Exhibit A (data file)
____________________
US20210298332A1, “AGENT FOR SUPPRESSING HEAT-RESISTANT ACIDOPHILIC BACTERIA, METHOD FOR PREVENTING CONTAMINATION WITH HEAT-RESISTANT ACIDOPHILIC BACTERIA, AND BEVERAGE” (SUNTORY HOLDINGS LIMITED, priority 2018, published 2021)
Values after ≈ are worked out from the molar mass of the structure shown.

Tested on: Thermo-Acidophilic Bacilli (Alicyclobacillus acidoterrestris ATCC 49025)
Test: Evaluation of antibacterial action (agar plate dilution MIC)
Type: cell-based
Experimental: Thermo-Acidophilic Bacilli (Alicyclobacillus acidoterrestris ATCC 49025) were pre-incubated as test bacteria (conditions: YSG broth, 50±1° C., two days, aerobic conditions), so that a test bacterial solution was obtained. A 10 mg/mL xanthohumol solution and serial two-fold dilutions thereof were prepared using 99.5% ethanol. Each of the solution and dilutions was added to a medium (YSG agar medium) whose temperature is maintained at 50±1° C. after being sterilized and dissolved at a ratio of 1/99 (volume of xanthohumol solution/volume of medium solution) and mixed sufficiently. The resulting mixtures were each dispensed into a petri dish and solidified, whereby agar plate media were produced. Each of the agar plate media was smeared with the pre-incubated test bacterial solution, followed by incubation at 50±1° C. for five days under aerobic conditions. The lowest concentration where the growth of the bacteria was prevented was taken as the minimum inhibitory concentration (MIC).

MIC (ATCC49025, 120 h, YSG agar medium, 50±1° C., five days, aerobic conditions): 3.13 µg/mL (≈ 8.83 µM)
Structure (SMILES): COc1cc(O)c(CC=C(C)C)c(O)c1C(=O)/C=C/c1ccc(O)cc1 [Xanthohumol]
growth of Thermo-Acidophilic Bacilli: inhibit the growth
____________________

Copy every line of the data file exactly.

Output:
US20210298332A1, “AGENT FOR SUPPRESSING HEAT-RESISTANT ACIDOPHILIC BACTERIA, METHOD FOR PREVENTING CONTAMINATION WITH HEAT-RESISTANT ACIDOPHILIC BACTERIA, AND BEVERAGE” (SUNTORY HOLDINGS LIMITED, priority 2018, published 2021)
Values after ≈ are worked out from the molar mass of the structure shown.

Tested on: Thermo-Acidophilic Bacilli (Alicyclobacillus acidoterrestris ATCC 49025)
Test: Evaluation of antibacterial action (agar plate dilution MIC)
Type: cell-based
Experimental: Thermo-Acidophilic Bacilli (Alicyclobacillus acidoterrestris ATCC 49025) were pre-incubated as test bacteria (conditions: YSG broth, 50±1° C., two days, aerobic conditions), so that a test bacterial solution was obtained. A 10 mg/mL xanthohumol solution and serial two-fold dilutions thereof were prepared using 99.5% ethanol. Each of the solution and dilutions was added to a medium (YSG agar medium) whose temperature is maintained at 50±1° C. after being sterilized and dissolved at a ratio of 1/99 (volume of xanthohumol solution/volume of medium solution) and mixed sufficiently. The resulting mixtures were each dispensed into a petri dish and solidified, whereby agar plate media were produced. Each of the agar plate media was smeared with the pre-incubated test bacterial solution, followed by incubation at 50±1° C. for five days under aerobic conditions. The lowest concentration where the growth of the bacteria was prevented was taken as the minimum inhibitory concentration (MIC).

MIC (ATCC49025, 120 h, YSG agar medium, 50±1° C., five days, aerobic conditions): 3.13 µg/mL (≈ 8.83 µM)
Structure (SMILES): COc1cc(O)c(CC=C(C)C)c(O)c1C(=O)/C=C/c1ccc(O)cc1 [Xanthohumol]
growth of Thermo-Acidophilic Bacilli: inhibit the growth